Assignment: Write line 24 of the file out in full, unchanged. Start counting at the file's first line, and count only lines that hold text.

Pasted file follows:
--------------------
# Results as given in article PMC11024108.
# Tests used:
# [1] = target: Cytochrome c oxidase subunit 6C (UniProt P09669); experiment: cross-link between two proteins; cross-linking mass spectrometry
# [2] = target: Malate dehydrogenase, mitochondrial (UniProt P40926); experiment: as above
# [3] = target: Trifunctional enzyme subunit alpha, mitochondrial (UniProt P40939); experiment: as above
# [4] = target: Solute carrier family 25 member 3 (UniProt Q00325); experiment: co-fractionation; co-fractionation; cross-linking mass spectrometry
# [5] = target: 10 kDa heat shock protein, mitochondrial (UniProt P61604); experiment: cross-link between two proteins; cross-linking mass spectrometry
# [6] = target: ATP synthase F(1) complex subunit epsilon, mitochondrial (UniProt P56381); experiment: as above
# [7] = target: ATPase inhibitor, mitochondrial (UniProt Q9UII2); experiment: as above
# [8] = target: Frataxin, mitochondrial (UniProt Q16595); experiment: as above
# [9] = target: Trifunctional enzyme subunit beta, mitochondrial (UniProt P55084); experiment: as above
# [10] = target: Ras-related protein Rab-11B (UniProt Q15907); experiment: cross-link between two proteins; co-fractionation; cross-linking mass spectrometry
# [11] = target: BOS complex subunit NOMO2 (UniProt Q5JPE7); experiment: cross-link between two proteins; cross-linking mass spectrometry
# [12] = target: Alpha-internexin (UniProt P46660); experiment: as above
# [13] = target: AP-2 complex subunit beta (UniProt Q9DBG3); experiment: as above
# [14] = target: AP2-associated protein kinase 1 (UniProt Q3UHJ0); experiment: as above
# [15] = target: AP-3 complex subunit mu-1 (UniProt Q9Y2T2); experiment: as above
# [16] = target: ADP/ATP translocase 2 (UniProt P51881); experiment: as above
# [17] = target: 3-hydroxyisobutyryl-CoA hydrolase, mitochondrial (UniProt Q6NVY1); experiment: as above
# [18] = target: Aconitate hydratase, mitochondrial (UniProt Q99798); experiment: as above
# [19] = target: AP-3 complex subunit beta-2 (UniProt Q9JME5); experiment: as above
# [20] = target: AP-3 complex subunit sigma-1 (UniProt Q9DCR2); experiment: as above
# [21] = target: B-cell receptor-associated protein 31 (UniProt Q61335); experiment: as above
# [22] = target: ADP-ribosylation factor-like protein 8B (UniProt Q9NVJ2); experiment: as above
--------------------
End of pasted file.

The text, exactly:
# [22] = target: ADP-ribosylation factor-like protein 8B (UniProt Q9NVJ2); experiment: as above